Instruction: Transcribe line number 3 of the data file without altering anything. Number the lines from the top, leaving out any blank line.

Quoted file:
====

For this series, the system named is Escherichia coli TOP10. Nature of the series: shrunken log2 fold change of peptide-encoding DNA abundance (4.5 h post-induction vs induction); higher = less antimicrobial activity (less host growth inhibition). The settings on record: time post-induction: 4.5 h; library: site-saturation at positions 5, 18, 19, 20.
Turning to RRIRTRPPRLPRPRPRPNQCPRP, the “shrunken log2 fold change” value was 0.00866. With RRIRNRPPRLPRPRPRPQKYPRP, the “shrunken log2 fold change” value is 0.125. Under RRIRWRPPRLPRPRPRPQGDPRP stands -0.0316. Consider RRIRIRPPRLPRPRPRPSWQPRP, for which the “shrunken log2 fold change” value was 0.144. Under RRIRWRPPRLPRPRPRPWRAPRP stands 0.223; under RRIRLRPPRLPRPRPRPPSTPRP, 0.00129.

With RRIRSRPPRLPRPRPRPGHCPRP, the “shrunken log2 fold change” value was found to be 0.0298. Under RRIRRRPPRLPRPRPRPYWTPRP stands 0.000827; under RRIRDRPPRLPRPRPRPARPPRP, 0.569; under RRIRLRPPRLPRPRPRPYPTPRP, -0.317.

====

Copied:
With RRIRSRPPRLPRPRPRPGHCPRP, the “shrunken log2 fold change” value was found to be 0.0298. Under RRIRRRPPRLPRPRPRPYWTPRP stands 0.000827; under RRIRDRPPRLPRPRPRPARPPRP, 0.569; under RRIRLRPPRLPRPRPRPYPTPRP, -0.317.